Built in the mid-12th century, it is the only Romanesque church that has been conserved inside the walls. Constructed in Caleno granite, the building we see today conserves the imposing apse from its original structure, the northern enclosure and the materials that were reused in the 16th century for its reconstruction. The front is based on an archivolt decorated with four-petal rosettes and it stands as a reinterpretation of the original front that was taken down. The apse is broken only by two small columns and the corbels of the eaves; the decoration follows the Cantabrian Romanesque style.
Inside, despite the small size, it has three naves, with very narrow side sections, possibly adapted from an area that was originally designed as unique.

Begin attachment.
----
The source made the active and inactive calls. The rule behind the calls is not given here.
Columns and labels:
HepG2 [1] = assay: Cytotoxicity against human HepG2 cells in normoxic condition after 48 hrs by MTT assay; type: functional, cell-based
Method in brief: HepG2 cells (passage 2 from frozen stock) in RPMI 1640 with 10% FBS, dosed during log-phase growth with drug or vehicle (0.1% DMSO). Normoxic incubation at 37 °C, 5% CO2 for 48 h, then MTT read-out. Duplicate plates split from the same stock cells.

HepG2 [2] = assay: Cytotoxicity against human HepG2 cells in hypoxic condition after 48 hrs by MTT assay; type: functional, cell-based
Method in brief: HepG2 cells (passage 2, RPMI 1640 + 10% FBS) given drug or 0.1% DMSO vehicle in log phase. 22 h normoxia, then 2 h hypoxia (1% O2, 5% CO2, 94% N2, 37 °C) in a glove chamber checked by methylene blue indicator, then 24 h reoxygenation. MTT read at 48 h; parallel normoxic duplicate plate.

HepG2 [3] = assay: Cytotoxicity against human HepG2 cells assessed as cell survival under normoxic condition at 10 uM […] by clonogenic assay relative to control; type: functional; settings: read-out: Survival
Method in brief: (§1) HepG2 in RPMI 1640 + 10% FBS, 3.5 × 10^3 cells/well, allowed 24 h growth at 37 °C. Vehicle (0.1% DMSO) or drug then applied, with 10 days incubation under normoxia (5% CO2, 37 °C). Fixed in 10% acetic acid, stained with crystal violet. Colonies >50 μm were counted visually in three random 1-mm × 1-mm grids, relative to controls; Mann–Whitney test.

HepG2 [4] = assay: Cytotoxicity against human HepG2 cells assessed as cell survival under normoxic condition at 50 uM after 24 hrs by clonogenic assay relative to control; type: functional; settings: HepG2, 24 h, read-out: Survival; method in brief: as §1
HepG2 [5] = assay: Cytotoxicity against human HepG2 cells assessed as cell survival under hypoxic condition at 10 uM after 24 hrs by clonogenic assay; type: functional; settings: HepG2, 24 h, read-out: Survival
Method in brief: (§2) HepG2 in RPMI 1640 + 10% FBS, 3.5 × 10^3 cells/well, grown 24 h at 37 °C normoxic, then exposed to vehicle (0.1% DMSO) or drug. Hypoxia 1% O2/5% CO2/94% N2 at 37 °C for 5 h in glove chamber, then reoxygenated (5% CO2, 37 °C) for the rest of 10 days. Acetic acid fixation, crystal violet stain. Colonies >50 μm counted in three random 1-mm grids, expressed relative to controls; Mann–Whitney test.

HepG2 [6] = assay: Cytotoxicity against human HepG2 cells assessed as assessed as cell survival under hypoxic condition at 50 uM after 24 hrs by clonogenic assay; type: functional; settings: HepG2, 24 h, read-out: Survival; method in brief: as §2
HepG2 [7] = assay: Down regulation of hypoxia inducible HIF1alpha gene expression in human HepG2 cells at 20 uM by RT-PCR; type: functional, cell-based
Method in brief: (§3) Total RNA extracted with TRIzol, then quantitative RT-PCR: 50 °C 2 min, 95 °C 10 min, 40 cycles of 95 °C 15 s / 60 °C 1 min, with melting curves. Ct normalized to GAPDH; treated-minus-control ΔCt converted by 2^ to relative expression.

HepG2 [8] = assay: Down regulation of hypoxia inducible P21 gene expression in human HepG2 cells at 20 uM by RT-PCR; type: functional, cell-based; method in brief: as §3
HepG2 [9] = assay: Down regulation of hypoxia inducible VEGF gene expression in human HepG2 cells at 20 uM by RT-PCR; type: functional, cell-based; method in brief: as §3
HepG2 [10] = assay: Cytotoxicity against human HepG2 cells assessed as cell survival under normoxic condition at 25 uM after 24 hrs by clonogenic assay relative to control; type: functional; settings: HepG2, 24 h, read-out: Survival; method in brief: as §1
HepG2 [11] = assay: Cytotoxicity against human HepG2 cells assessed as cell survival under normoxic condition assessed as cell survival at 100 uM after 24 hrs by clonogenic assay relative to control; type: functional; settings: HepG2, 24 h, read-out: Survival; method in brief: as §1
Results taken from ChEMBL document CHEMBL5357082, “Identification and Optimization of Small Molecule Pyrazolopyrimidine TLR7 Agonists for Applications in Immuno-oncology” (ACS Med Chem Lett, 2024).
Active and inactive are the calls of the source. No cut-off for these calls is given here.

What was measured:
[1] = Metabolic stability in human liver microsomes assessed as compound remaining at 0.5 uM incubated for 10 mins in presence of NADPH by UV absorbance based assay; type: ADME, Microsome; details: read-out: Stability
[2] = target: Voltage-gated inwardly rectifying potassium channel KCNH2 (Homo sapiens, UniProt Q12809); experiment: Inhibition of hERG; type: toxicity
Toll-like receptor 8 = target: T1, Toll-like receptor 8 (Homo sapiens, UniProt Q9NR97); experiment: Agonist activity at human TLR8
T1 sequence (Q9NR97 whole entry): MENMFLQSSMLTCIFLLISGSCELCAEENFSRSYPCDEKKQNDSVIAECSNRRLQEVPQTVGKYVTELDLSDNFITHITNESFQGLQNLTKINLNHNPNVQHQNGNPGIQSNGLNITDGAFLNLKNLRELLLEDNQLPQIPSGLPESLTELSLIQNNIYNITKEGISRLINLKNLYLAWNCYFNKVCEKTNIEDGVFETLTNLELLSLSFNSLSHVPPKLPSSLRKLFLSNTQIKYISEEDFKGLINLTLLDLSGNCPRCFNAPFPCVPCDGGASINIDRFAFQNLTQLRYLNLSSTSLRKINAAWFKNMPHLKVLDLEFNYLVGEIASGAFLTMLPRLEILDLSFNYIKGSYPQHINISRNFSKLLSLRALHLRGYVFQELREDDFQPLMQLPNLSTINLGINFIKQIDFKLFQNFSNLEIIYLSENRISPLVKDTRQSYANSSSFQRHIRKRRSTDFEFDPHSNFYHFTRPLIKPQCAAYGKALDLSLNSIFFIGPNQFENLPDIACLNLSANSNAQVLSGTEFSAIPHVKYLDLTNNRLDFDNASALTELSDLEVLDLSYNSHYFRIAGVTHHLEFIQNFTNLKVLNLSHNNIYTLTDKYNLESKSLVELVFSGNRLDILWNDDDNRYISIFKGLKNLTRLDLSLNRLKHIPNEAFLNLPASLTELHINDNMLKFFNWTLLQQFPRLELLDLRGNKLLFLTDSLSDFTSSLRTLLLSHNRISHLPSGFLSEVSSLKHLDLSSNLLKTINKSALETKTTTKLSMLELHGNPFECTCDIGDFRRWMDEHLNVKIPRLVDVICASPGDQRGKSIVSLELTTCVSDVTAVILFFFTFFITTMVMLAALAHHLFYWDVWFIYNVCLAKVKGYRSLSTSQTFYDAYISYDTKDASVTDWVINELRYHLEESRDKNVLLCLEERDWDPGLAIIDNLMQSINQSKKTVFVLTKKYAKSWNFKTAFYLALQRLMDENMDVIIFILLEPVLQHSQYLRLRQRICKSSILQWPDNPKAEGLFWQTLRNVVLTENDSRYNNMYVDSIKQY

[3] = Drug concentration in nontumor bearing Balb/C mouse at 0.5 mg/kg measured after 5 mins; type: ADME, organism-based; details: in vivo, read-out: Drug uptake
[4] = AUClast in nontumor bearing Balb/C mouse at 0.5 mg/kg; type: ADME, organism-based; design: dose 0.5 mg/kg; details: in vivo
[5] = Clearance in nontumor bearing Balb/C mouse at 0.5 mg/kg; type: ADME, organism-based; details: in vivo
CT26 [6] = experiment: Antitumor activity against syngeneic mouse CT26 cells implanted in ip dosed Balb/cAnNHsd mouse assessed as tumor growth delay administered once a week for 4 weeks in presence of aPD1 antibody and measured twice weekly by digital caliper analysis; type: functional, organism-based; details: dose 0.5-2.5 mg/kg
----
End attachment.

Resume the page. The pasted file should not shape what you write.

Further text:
One of its most interesting features are the capitals that support the vault above the upper end: they are decorated with plant, animal and anthropomorphic motifs in pure Romanesque style.
The interior boasts the steps to the pulpit, made in one single piece of granite and decorated with waves that are reminiscent of its Visigothic connection.
It was designated a National Monument in 1923.